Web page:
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  1. The Moral Law as a Fact of Reason and Correctness Conditions for the Moral Law.Byeong D. Lee - 2018 - Dialogue 57 (1):47-66.
    In the second Critique, Kant claims that the moral law is given as a fact of reason. In this paper, contra the standard view, I argue that there is a non-dogmatic way of defending this claim. And Kant’s principle of morality is widely taken to be a formal principle. How then can such a formal principle be reconciled with our substantial moral end? In this paper, I also argue that Kant’s principle of morality can be construed as a formal principle (...)
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  • Spontaneity and Self-Consciousness in the Groundwork and the B-Critique.Yoon Choi - 2019 - Canadian Journal of Philosophy 49 (7):936-955.
    ABSTRACTAccording to some influential readings of the Groundwork of the Metaphysics of Morals, the view presented there of the kind of spontaneity we are conscious of through theoretical reason and...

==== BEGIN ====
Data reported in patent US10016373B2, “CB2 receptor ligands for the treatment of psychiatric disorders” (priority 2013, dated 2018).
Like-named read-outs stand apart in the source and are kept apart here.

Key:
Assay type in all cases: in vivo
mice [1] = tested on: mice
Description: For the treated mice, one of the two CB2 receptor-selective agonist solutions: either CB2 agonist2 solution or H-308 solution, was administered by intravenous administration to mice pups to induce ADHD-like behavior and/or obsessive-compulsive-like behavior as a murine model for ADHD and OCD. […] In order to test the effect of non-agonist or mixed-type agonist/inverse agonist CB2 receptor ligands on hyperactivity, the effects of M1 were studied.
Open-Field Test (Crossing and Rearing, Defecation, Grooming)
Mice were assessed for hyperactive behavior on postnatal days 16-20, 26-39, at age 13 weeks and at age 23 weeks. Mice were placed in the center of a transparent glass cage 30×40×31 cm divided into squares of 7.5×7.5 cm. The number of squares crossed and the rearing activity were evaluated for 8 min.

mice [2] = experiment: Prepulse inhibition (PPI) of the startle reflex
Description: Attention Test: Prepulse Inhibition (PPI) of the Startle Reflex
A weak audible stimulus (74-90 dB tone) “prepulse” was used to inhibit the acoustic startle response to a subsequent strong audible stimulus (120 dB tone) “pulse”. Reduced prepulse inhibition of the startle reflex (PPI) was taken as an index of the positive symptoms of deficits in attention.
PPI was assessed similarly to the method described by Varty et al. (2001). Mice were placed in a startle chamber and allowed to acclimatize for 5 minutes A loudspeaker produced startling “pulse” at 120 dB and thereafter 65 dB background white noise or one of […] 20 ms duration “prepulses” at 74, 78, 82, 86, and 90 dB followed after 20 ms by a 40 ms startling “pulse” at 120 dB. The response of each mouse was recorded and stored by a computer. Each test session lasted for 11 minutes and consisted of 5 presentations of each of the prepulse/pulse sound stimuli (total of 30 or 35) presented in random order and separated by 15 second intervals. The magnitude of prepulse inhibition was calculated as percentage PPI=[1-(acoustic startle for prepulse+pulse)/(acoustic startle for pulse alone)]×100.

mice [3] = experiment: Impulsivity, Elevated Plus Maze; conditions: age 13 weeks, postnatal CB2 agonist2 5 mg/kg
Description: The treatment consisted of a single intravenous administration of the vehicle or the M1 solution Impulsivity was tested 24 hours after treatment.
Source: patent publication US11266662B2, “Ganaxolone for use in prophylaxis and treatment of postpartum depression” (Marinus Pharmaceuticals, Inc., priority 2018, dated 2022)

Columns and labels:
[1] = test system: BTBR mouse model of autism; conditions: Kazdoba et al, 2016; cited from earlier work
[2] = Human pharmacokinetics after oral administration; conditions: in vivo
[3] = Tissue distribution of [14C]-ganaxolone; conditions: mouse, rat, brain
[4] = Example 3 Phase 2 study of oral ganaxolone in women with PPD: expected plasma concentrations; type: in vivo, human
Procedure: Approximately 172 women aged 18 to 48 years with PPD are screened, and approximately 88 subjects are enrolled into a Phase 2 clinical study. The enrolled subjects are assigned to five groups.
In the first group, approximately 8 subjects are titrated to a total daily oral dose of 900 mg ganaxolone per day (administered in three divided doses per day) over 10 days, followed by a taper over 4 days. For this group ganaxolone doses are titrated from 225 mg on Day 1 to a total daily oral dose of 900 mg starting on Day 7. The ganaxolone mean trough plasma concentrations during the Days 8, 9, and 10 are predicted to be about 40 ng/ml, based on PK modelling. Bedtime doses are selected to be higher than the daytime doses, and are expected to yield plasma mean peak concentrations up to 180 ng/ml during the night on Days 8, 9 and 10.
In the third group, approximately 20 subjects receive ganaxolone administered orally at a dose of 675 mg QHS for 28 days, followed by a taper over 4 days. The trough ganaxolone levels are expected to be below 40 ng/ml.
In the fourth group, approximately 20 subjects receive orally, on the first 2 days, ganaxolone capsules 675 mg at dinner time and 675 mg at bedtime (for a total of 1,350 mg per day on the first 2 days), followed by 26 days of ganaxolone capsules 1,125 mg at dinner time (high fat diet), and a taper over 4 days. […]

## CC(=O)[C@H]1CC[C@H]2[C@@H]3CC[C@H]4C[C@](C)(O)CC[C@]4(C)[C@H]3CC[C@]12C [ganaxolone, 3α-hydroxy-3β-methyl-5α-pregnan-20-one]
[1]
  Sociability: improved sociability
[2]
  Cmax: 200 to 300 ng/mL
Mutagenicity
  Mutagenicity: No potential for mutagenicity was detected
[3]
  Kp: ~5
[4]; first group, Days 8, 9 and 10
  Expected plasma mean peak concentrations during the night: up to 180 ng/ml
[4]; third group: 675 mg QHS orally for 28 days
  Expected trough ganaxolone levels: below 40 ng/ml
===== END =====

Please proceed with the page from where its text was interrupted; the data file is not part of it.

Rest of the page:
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  • Freedom Immediately After Kant.Owen Ware - forthcoming - European Journal of Philosophy.
    Kant’s effort to defend the co-existence of transcendental freedom and natural necessity is one of the crowning achievements of the first Critique. Yet by identifying the will with practical reason in his moral philosophy, he lent support to the view that the moral law is the causal law of a free will – the result of which, as Reinhold argued, left immoral action impossible. However, Reinhold’s attempt to separate the will from practical reason generated difficulties of its own, which Maimon (...)
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